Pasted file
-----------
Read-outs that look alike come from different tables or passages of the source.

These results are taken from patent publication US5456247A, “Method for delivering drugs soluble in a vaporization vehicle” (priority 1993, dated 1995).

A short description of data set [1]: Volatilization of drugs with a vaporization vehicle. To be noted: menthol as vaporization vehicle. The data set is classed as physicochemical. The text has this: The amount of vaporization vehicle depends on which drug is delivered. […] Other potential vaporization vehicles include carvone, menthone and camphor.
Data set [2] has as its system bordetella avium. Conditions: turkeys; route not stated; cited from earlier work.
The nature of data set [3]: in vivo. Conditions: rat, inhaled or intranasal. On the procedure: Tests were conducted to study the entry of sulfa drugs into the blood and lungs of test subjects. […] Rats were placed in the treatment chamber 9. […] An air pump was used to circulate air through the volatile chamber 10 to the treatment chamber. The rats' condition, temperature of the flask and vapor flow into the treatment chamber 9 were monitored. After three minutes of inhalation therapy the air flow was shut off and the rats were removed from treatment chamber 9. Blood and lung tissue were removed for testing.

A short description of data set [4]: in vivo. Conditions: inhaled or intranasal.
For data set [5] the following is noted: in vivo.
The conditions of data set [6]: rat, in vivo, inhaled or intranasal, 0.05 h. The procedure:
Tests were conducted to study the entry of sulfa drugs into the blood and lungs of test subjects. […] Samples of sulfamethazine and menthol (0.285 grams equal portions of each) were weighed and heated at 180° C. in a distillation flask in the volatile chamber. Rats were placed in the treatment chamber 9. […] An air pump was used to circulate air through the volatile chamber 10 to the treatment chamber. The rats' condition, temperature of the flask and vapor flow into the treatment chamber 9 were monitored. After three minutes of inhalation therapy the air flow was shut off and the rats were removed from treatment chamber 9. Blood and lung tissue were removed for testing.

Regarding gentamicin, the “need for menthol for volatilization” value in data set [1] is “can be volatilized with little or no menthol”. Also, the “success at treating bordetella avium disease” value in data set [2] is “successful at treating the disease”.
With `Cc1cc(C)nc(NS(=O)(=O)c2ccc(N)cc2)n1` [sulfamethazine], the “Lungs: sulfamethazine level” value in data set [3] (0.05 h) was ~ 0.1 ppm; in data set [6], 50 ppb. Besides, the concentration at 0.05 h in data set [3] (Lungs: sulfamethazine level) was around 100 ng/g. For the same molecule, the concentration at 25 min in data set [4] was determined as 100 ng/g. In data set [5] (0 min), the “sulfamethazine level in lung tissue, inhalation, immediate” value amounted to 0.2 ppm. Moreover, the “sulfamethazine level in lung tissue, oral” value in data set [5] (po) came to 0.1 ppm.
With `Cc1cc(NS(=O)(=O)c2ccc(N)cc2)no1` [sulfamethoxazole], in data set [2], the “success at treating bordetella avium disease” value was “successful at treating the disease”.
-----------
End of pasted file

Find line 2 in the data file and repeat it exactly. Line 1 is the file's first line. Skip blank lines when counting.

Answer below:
These results are taken from patent publication US5456247A, “Method for delivering drugs soluble in a vaporization vehicle” (priority 1993, dated 1995).